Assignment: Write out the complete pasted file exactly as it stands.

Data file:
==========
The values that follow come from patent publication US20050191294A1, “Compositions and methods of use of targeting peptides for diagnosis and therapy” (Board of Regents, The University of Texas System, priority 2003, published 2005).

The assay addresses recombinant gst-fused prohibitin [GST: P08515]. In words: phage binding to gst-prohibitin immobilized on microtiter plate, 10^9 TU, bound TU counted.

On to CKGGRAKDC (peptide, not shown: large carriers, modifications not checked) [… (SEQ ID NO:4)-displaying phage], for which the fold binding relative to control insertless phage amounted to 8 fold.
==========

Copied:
The values that follow come from patent publication US20050191294A1, “Compositions and methods of use of targeting peptides for diagnosis and therapy” (Board of Regents, The University of Texas System, priority 2003, published 2005).

The assay addresses recombinant gst-fused prohibitin [GST: P08515]. In words: phage binding to gst-prohibitin immobilized on microtiter plate, 10^9 TU, bound TU counted.

On to CKGGRAKDC (peptide, not shown: large carriers, modifications not checked) [… (SEQ ID NO:4)-displaying phage], for which the fold binding relative to control insertless phage amounted to 8 fold.